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Laryngoscope. 2015 Jan;125(1):122-7. doi: 10.1002/lary.24837. Epub 2014 Jul 14.

Evolution and changing trends in surgery for benign parotid tumors.

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Department of Otorhinolaryngology, Head and Neck Surgery, University of Erlangen-Nuremberg, Erlangen, Germany.



The ideal extent of surgical intervention for benign parotid tumors remains a matter of controversy. The aim of the study was to trace the development of surgical therapy in a large cohort, explore its changes in a single institution specializing in salivary gland pathologies over the last 12 years, and determine the extent to which a possible shift in the surgical therapy of parotid benign tumors toward less radical methods was correlated with a change in the incidence of facial palsy and Frey's syndrome.


Retrospective clinical study.


A retrospective evaluation of the records for all patients treated for benign parotid tumors between 2000 and 2012 at a tertiary referral center was carried out. Surgical methods were classified into four groups: extracapsular dissection, partial superficial parotidectomy, superficial parotidectomy, and complete parotidectomy.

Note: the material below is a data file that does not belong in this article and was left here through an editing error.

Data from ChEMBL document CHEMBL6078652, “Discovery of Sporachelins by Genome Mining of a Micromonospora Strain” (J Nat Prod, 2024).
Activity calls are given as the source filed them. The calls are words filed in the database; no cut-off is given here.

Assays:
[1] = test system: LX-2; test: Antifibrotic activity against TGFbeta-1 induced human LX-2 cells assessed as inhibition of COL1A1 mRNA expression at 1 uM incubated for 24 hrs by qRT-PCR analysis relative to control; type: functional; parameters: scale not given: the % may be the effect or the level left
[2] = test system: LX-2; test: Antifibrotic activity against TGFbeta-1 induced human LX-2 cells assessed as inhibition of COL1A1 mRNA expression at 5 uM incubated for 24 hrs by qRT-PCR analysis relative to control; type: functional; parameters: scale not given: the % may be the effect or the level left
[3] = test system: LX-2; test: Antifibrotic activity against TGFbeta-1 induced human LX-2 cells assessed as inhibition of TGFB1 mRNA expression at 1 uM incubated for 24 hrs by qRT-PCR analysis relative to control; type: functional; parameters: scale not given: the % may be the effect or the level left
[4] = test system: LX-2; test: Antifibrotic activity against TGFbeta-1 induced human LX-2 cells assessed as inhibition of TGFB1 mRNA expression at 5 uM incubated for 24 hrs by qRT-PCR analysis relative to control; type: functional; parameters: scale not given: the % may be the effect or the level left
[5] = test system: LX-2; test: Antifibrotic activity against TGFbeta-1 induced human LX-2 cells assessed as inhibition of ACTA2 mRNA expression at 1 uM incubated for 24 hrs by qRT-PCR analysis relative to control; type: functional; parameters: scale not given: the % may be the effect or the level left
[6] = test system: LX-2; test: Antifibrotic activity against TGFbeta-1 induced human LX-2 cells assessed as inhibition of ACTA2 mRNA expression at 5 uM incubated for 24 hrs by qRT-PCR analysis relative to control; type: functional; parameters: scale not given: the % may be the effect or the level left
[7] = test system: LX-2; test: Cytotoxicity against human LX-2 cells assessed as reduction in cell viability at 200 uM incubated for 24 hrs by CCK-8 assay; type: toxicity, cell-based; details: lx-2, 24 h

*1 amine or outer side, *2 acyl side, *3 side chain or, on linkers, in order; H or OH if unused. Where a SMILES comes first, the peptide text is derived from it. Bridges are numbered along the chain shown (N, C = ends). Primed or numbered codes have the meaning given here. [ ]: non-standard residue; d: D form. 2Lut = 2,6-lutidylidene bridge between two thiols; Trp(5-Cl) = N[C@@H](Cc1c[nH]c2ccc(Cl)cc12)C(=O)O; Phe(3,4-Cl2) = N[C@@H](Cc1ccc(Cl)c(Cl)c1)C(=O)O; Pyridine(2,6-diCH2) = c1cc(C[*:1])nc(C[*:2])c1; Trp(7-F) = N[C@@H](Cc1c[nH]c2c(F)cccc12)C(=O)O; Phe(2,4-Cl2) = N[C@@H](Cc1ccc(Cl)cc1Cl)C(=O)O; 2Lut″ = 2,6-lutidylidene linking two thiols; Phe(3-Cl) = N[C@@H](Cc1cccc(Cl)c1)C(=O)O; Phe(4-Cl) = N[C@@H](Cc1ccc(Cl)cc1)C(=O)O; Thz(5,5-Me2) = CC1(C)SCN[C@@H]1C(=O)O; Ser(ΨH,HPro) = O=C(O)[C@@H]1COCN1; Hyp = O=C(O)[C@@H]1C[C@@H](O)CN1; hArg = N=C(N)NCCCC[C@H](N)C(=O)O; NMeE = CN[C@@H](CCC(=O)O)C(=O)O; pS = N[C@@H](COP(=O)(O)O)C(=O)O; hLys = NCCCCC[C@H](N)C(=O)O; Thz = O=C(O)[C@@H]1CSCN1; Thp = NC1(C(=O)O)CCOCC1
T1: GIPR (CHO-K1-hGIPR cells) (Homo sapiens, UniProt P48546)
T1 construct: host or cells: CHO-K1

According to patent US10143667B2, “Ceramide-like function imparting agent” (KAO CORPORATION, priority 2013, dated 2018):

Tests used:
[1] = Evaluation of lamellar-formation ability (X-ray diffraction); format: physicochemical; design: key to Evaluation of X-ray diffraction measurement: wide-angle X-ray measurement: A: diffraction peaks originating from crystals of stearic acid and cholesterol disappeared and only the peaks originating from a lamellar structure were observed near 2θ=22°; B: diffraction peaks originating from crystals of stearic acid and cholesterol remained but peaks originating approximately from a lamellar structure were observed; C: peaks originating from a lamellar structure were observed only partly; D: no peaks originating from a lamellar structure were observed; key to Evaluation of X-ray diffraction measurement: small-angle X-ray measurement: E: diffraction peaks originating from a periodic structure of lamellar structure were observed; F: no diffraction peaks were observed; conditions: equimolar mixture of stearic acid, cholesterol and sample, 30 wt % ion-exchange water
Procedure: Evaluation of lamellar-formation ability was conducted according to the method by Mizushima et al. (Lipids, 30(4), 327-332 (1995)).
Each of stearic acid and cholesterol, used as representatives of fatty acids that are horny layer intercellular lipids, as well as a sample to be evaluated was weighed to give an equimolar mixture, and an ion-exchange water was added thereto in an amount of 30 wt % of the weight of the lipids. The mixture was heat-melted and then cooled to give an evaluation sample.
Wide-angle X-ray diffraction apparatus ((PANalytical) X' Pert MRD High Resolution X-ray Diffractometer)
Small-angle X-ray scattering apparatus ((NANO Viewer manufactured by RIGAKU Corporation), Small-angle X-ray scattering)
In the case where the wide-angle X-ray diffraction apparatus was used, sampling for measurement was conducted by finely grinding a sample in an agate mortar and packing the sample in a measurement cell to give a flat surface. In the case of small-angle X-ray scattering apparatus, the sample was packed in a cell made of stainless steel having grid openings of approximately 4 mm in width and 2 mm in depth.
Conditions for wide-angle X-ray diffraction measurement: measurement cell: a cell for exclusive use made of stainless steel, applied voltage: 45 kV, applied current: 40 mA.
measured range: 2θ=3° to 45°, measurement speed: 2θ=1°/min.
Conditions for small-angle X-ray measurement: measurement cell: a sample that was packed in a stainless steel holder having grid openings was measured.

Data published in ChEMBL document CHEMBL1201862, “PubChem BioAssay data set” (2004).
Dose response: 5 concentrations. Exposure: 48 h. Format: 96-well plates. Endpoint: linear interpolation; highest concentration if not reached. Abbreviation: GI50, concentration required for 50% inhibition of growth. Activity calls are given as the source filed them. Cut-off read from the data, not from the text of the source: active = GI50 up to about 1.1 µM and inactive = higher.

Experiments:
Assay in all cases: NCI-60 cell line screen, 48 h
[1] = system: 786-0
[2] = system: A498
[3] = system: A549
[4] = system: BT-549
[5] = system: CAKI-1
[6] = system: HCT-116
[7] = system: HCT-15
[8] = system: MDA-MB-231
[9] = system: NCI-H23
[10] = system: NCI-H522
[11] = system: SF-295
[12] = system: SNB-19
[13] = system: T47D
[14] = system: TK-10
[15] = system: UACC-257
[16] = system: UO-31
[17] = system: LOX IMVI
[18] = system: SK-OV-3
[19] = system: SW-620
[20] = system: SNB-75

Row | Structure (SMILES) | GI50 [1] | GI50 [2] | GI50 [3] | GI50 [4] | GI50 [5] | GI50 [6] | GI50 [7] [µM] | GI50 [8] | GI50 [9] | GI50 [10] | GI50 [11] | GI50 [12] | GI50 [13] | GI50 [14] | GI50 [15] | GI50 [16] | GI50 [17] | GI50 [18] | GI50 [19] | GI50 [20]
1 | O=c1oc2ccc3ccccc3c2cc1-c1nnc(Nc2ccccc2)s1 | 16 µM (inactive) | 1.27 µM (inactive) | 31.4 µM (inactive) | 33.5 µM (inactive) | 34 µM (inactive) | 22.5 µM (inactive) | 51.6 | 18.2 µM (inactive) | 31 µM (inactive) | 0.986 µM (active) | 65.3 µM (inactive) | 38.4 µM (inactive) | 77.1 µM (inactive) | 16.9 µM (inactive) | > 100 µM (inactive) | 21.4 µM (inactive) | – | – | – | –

A total of 1,624 patients were included in the study. Our analysis demonstrated an increase in the total number of parotidectomies for benign lesions from 71 (2000) to 184 (2012), mostly due to the increase in extracapsular dissections (from 9 to 123). Increased performance of less radical surgery was associated with a significantly decreased incidence of temporary and permanent facial palsies (from 22.8% to 9% and 9.8% to 5.9%, respectively) and Frey's syndrome (from 11.3% to 1.6%).


One of the most controversial issues in the treatment of benign parotid tumors is the best therapeutic approach to be taken in such patients. Our study showed that increased performance of less radical surgery was associated with better functional outcomes.


Frey's syndrome; Parotid gland; benign tumors; extracapsular dissection; facial palsy; partial parotidectomy

[Indexed for MEDLINE]

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